P. Kenneth Seidelmann
University of Virginia
measurements have always been the key to mastery of planetary and stellar
dynamics and the cosmic distance scale. The material detailed in this book is
the very bedrock underlying much else that we know about our own solar system
-Roger W. Sinnott, Senior Contributing Editor, Sky & Telescope
The Explanatory Supplement to the Astronomical Almanac offers explanatory material, supplemental information, and detailed descriptions of the computational models and algorithms used to produce The Astronomical Almanac, which is an annual publication prepared jointly by the US Naval Observatory and Her Majesty's Nautical Almanac Office in the UK. Like The Astronomical Almanac, The Explanatory Supplement provides detailed coverage of modern positional astronomy. Chapters are devoted to the celestial and terrestrial reference frames, orbital ephemerides, precession, nutation, Earth rotation, and coordinate transformations. These topics have undergone substantial revisions since the last edition was published in 1992. Astronomical positions are intertwined with timescales and relativity in The Astronomical Almanac, so related chapters are provided in The Explanatory Supplement. The Astronomical Almanac also includes information on lunar and solar eclipses, physical ephemerides of solar system bodies, and calendars, so The Explanatory Supplement expounds upon each of these topics as well. The book is written at a technical, but non-expert level. As such, it provides an important reference for a full range of users including astronomers, engineers, navigators, surveyors, space scientists, and educators.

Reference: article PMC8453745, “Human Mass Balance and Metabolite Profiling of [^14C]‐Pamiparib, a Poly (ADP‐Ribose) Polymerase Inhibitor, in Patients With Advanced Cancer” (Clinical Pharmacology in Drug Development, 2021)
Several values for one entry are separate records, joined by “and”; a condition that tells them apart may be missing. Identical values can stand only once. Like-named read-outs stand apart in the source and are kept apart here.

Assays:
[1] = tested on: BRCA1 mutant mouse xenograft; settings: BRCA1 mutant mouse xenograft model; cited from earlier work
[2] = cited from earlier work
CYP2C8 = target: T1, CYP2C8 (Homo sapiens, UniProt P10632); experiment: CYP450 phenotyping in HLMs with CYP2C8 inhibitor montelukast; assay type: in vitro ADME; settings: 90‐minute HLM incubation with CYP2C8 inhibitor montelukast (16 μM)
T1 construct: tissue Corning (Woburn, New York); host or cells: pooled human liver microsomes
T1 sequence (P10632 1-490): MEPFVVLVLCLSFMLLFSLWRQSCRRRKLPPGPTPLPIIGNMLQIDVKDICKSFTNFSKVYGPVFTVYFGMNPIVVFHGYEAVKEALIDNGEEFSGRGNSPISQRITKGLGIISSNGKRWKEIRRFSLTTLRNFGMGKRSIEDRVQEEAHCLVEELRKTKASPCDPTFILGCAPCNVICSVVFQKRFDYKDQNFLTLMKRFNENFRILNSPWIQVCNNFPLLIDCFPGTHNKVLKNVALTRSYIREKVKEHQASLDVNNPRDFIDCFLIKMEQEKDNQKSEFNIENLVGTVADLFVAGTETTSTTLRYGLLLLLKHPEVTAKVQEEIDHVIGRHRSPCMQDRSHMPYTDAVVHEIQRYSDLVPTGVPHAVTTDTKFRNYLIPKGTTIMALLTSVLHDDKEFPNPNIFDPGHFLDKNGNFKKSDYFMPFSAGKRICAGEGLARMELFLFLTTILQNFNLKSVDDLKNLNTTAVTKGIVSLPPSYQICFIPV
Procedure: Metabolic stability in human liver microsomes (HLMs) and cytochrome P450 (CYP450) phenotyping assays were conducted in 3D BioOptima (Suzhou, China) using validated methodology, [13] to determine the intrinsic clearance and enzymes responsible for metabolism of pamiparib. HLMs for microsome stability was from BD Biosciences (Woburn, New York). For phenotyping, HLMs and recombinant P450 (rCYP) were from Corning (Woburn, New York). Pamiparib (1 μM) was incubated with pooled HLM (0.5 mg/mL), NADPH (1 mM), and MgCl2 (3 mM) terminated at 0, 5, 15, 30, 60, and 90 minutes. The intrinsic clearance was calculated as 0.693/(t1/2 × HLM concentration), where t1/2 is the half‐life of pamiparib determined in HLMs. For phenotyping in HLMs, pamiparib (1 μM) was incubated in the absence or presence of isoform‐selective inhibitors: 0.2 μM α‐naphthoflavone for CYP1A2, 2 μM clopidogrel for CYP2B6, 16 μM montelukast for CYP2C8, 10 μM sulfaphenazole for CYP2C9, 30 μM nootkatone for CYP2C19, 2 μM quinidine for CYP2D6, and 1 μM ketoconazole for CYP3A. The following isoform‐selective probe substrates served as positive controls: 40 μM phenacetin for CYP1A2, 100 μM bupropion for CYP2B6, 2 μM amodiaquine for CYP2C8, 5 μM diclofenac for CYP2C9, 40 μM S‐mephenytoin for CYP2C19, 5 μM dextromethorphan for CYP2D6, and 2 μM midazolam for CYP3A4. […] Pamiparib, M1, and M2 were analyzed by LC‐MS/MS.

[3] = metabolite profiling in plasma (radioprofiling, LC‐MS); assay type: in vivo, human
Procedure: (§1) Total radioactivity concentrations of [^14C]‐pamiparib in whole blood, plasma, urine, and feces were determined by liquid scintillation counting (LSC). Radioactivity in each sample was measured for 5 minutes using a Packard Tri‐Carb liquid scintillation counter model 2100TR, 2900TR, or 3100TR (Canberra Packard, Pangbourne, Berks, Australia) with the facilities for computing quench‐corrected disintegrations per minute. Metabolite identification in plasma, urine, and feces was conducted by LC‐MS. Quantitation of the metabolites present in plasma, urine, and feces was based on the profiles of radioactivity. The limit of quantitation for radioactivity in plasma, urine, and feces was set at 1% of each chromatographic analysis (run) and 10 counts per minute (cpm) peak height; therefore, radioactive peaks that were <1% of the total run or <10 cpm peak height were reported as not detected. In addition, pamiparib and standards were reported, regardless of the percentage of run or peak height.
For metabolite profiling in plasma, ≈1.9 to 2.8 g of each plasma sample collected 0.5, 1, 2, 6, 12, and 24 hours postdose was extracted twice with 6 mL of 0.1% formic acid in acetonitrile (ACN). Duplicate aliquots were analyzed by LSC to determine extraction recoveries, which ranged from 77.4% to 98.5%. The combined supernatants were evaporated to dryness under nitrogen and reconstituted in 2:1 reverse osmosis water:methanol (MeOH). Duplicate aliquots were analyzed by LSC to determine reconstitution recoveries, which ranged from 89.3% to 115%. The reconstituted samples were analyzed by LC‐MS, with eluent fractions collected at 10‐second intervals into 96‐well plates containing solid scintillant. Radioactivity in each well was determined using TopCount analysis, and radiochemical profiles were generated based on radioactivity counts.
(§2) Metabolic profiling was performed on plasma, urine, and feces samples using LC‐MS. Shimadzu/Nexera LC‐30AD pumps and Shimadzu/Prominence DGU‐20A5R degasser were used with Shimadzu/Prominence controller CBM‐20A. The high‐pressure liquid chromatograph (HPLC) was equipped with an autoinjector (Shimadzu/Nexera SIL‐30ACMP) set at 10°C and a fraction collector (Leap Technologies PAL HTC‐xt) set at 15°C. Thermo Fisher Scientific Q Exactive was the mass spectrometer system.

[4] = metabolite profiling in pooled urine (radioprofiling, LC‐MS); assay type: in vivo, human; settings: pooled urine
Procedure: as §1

About the Editors:
Sean E. Urban, left, graduated from the University of Maryland with a degree in astronomy in 1984. In 1985, he was hired as a staff astronomer in the Astrometry Department of the US Naval Observatory, where he eventually rose to Chief of the Cataloging and Requirements Division. In 2004, he became Chief of the Nautical Almanac Office of the US Naval Observatory, a position that he holds today. He has authored or co-authored more than 50 articles, most on positional astronomy. He is a member of the American Astronomical Society, the Division of Dynamical Astronomy, and the International Astronomical Union's Division I (Fundamental Astronomy), Commission 4 (Ephemerides), and Commission 8 (Astrometry).
P. Kenneth Seidelmann, right, received an Electrical Engineering degree from the University of Cincinnati in 1960, a Master of Science degree in 1962, and a Doctor of Philosophy degree in Dynamical Astronomy in 1968. He joined the Nautical Almanac Office of the U. S. Naval Observatory in 1965, where he was subsequently named Director of the Nautical Almanac Office, Director of the Orbital Mechanics Department, and Director of the Directorate of Astrometry. In 2000 he retired from the U S Naval Observatory and became a research professor in the Astronomy Department of the University of Virginia. Seidelmann is coauthor of two books, Fundamentals of Astrometry and TIME, From Earth Rotation to Atomic Physics.